“Continued efforts to stabilize the financial markets are essential,” Fed chairman Ben Bernanke said in remarks to the National Association for Business Economics, speaking of the new plan and other recent Fed actions. “The Federal Reserve will continue to use the tools at its disposal to improve market functioning and liquidity.”
The Fed will invoke emergency powers to establish a special fund to buy “commercial paper.” Commercial paper is the short-term debt companies sell to fund day-to-day operations like purchasing supplies and making payroll. The Fed and the Treasury Department will jointly fund the new entity, called the “Commercial Paper Funding Facility.”
“This facility should encourage investors to once again engage in term lending in the commercial paper market,” the Fed said in a statement, according to the New York Times. “An improved commercial paper market will enhance the ability of financial intermediaries to accommodate the credit needs of businesses and households.”
There are generally about $100 billion worth of these debts outstanding at any time, according to the Associated Press, bought by investors such as mutual funds and pension funds. As investors have become increasingly nervous over the past several weeks, however, the usual market for commercial paper has dried up — and companies are beginning to have a hard time raising the cash they need to continue their operations.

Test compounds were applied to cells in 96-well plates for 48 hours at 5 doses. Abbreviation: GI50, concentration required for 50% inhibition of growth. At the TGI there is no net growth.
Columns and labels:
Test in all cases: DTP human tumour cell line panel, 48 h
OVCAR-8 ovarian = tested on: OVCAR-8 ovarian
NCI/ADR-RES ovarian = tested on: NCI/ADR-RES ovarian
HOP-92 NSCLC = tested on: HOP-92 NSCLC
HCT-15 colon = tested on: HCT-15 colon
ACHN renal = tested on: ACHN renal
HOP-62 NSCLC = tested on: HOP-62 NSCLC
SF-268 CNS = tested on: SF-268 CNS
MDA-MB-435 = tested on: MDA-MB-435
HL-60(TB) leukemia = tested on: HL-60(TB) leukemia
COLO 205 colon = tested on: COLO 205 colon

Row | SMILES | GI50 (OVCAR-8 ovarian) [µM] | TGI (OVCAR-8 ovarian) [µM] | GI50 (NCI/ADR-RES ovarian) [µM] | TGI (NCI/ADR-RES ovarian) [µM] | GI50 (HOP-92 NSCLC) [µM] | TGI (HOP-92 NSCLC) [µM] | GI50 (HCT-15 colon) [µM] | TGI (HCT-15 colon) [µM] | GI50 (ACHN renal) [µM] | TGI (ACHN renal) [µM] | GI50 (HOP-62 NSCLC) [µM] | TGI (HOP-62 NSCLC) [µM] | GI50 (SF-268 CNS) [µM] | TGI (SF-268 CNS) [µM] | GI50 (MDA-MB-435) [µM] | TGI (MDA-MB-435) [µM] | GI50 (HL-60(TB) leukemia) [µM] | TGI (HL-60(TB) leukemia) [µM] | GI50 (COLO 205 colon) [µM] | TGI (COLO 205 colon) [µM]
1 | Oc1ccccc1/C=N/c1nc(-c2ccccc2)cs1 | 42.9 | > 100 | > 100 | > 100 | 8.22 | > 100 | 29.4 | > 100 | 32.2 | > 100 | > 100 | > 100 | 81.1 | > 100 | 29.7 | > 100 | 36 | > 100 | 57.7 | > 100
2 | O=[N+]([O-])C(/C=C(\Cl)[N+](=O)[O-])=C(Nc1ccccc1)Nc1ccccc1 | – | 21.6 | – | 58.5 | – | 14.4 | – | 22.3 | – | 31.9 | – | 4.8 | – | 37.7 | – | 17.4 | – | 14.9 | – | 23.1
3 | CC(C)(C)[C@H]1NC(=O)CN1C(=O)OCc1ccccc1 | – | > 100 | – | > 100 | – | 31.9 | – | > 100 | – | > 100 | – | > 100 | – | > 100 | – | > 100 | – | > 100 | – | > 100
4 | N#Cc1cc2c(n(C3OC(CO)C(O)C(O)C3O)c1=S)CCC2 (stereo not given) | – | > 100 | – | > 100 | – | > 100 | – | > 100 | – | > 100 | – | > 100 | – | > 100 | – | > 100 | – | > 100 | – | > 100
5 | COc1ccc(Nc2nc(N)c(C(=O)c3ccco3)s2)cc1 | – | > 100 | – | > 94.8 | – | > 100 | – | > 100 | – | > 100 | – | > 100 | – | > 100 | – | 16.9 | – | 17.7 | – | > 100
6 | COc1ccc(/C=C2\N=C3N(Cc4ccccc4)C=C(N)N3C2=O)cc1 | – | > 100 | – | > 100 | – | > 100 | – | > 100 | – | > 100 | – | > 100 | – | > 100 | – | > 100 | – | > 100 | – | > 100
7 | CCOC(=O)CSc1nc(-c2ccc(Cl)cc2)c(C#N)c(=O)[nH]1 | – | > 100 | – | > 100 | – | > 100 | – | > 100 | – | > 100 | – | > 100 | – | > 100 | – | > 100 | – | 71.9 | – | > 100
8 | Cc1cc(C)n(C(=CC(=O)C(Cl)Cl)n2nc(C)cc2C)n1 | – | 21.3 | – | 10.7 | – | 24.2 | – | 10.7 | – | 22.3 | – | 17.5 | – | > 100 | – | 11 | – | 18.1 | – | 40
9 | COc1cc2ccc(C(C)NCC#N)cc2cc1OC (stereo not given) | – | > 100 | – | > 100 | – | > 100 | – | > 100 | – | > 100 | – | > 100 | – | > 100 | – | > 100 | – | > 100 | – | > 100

The Fed drew up its plan as the U.S. stock market slid to its lowest point in years on Monday. The Dow Jones industrial average fell 3.6 percent, closing below 10,000 for the first time since 2004. It had been down nearly twice that earlier in the day, before recovering somewhat in afternoon trading.
The market’s fall showed that investors and creditors were still fearful, despite the $700 billion financial rescue package approved by Congress last Friday.
The crisis was also spreading around the world Monday, as markets tumbled in Europe and Asia. Stock indexes fell 7 percent in Germany, 8 percent in Britain, 9 percent in France, and nearly 20 percent in Russia. In Asia, Japan’s Nikkei index was down 3 percent and Korea’s Hang Seng index fell 4.9 percent.
“There is a growing recognition that not only has the credit crunch refused to be contained, it continues to spread,” investment strategist Ed Yardeni told the New York Times. “It’s gone truly global.”
The U.S. stock market was up slightly Tuesday morning, buoyed by news of the new commercial paper funding facility, but fell again in afternoon trading.
In his speech Tuesday to the National Association for Business Economics, Bernanke said the outlook for economic activity for the rest of this year and into next year was “subdued,” and he signalled that the Fed might be willing to consider cutting interest rates in the near future.
“The heightened financial turmoil that we have experienced of late may well lengthen the period of weak economic performance and further increase the risks to growth,” he said.